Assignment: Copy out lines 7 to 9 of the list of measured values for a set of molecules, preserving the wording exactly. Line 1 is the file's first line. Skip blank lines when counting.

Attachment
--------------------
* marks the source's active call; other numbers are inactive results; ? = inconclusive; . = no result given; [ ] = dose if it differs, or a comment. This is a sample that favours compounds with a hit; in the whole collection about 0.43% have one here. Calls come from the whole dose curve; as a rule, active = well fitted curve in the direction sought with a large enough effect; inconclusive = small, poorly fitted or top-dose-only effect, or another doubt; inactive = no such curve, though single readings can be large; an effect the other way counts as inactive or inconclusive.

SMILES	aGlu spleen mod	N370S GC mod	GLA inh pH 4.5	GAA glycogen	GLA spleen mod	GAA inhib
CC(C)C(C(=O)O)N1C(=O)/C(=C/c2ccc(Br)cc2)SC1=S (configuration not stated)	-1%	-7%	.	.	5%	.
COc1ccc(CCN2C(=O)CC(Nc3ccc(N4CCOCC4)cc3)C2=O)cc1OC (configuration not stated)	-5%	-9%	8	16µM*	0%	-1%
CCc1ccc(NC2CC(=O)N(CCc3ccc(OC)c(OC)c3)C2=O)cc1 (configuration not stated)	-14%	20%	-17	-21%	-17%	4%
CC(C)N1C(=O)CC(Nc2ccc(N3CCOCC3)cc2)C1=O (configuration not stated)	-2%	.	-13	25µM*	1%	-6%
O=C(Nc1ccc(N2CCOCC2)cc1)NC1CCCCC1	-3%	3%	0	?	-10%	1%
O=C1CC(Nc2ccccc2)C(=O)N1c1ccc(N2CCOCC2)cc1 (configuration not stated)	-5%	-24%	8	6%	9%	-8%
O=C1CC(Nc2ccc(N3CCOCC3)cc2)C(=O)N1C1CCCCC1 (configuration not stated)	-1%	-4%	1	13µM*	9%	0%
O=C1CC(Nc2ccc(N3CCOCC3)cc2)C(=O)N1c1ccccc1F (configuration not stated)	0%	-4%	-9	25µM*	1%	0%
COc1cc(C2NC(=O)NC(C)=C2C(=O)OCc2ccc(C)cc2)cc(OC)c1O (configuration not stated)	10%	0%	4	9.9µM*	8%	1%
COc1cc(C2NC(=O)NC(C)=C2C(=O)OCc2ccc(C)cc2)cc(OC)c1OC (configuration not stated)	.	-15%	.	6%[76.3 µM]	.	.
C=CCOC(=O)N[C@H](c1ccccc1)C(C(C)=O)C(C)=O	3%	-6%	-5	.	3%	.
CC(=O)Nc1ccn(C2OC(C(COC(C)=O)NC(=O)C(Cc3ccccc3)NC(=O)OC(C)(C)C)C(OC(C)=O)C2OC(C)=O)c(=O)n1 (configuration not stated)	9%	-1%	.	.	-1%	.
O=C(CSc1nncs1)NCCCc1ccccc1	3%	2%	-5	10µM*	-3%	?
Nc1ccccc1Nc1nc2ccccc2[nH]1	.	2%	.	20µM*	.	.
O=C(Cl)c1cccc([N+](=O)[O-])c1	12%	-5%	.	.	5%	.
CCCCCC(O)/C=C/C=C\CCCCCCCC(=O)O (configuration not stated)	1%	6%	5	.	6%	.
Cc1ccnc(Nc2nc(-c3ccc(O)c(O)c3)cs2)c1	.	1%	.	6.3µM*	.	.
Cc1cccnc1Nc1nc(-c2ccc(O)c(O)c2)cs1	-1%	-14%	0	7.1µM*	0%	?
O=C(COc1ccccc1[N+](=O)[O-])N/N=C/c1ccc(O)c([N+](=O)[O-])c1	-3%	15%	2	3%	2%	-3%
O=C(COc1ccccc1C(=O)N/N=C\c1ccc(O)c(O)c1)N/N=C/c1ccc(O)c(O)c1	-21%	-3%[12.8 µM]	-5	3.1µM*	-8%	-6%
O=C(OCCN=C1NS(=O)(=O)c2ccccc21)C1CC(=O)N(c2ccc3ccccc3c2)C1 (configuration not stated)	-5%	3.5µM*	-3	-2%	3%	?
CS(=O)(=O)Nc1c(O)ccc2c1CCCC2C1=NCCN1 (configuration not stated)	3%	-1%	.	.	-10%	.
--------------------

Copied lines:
O=C(Nc1ccc(N2CCOCC2)cc1)NC1CCCCC1	-3%	3%	0	?	-10%	1%
O=C1CC(Nc2ccccc2)C(=O)N1c1ccc(N2CCOCC2)cc1 (configuration not stated)	-5%	-24%	8	6%	9%	-8%
O=C1CC(Nc2ccc(N3CCOCC3)cc2)C(=O)N1C1CCCCC1 (configuration not stated)	-1%	-4%	1	13µM*	9%	0%